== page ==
Being aware of some aspect of ourselves is important, but taking action (and making a change if necessary) is much more important. Awareness is a great first step, but action is where it's at. In my case, I believed awareness of my antisocial tendencies was such a breakthrough in my thinking that I allowed myself to just accept that notion of who I was without taking action. But more recently I discovered that being aware of something that needs changing isn't enough; that awareness needs to spark action.
EMBRACING THE IDEA OF CHANGE
Changing is rarely easy, but it's essential for self-improvement. For example, I'll probably always lean towards introversion (and I'm okay with that), but simply laughing this off and identifying myself as an introvert who should probably get out more isn't self-improvement. I often joke about how I'm introverted and like to stay at home, knowing full well that this isn't 100% true. Yes, I do enjoy my alone time, but I don't always want to be alone. Being able to joke about it means I'm aware of it, but it's not changing the fact that I want to be more social.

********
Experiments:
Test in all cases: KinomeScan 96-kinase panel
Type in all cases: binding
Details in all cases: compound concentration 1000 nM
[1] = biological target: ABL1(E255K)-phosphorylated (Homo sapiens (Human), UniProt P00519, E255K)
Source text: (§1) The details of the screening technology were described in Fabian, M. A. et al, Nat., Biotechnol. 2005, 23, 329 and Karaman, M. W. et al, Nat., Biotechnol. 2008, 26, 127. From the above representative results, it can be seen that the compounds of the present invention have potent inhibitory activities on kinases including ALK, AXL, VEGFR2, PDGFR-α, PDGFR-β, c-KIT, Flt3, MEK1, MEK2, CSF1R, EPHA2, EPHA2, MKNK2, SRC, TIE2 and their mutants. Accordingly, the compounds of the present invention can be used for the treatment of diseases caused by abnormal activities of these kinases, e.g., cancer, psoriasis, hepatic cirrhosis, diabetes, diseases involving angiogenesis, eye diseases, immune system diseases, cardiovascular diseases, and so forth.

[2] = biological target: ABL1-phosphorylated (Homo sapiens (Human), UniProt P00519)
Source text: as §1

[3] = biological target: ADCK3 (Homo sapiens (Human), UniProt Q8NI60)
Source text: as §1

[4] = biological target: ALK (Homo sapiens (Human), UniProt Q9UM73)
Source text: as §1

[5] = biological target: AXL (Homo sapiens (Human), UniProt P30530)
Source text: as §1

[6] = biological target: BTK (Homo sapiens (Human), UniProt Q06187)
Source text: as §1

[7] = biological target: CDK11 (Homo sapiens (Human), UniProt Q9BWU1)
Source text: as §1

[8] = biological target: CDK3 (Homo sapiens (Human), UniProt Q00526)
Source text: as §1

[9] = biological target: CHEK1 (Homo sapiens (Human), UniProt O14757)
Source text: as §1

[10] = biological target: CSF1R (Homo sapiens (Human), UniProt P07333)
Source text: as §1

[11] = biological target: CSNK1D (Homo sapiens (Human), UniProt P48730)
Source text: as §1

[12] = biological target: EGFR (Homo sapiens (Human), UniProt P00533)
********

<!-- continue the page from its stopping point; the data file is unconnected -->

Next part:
Instead of questioning the statement I made frequently — "I should get out more" — I accepted it as part of myself and, as a result, it became part of who I was, a running joke with friends that I'd be unlikely to attend an event because I liked being at home, an absence of invites because everyone who knows me well knows I won't [drive that far/go out in the snow/leave my dog for long periods of time].